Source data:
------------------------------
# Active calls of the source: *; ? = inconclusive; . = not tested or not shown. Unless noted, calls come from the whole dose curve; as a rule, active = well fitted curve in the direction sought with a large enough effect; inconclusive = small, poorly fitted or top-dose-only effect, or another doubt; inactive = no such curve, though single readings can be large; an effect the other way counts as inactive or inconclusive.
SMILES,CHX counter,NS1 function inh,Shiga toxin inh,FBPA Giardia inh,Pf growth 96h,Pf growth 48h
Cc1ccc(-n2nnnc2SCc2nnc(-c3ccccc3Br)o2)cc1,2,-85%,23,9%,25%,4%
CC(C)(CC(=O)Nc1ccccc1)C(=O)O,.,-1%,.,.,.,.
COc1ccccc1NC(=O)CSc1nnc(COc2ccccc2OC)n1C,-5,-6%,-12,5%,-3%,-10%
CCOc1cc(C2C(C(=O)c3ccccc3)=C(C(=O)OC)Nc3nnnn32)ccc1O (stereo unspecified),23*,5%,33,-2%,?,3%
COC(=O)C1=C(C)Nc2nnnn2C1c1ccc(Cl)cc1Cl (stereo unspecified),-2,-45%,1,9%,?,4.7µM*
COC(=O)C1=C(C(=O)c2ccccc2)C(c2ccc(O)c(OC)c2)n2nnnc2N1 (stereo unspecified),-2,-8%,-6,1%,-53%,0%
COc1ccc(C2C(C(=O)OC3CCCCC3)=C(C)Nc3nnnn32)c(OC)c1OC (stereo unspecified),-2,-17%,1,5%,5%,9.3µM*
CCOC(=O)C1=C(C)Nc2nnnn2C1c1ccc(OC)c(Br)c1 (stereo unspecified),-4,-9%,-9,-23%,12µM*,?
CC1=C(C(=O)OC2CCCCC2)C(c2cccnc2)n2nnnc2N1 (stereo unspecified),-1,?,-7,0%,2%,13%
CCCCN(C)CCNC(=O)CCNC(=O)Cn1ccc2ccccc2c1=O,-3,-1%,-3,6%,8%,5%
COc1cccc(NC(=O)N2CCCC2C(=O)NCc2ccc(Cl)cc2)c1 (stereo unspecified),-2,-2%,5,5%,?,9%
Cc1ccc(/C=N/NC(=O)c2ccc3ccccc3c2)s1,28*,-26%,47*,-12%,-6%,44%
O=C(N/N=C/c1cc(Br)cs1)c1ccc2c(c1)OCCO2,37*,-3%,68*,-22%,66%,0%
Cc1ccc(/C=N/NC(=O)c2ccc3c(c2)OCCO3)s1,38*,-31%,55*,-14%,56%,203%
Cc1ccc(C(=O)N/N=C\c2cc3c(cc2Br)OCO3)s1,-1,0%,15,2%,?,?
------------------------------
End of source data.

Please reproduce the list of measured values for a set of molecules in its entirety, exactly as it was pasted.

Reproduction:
# Active calls of the source: *; ? = inconclusive; . = not tested or not shown. Unless noted, calls come from the whole dose curve; as a rule, active = well fitted curve in the direction sought with a large enough effect; inconclusive = small, poorly fitted or top-dose-only effect, or another doubt; inactive = no such curve, though single readings can be large; an effect the other way counts as inactive or inconclusive.
SMILES,CHX counter,NS1 function inh,Shiga toxin inh,FBPA Giardia inh,Pf growth 96h,Pf growth 48h
Cc1ccc(-n2nnnc2SCc2nnc(-c3ccccc3Br)o2)cc1,2,-85%,23,9%,25%,4%
CC(C)(CC(=O)Nc1ccccc1)C(=O)O,.,-1%,.,.,.,.
COc1ccccc1NC(=O)CSc1nnc(COc2ccccc2OC)n1C,-5,-6%,-12,5%,-3%,-10%
CCOc1cc(C2C(C(=O)c3ccccc3)=C(C(=O)OC)Nc3nnnn32)ccc1O (stereo unspecified),23*,5%,33,-2%,?,3%
COC(=O)C1=C(C)Nc2nnnn2C1c1ccc(Cl)cc1Cl (stereo unspecified),-2,-45%,1,9%,?,4.7µM*
COC(=O)C1=C(C(=O)c2ccccc2)C(c2ccc(O)c(OC)c2)n2nnnc2N1 (stereo unspecified),-2,-8%,-6,1%,-53%,0%
COc1ccc(C2C(C(=O)OC3CCCCC3)=C(C)Nc3nnnn32)c(OC)c1OC (stereo unspecified),-2,-17%,1,5%,5%,9.3µM*
CCOC(=O)C1=C(C)Nc2nnnn2C1c1ccc(OC)c(Br)c1 (stereo unspecified),-4,-9%,-9,-23%,12µM*,?
CC1=C(C(=O)OC2CCCCC2)C(c2cccnc2)n2nnnc2N1 (stereo unspecified),-1,?,-7,0%,2%,13%
CCCCN(C)CCNC(=O)CCNC(=O)Cn1ccc2ccccc2c1=O,-3,-1%,-3,6%,8%,5%
COc1cccc(NC(=O)N2CCCC2C(=O)NCc2ccc(Cl)cc2)c1 (stereo unspecified),-2,-2%,5,5%,?,9%
Cc1ccc(/C=N/NC(=O)c2ccc3ccccc3c2)s1,28*,-26%,47*,-12%,-6%,44%
O=C(N/N=C/c1cc(Br)cs1)c1ccc2c(c1)OCCO2,37*,-3%,68*,-22%,66%,0%
Cc1ccc(/C=N/NC(=O)c2ccc3c(c2)OCCO3)s1,38*,-31%,55*,-14%,56%,203%
Cc1ccc(C(=O)N/N=C\c2cc3c(cc2Br)OCO3)s1,-1,0%,15,2%,?,?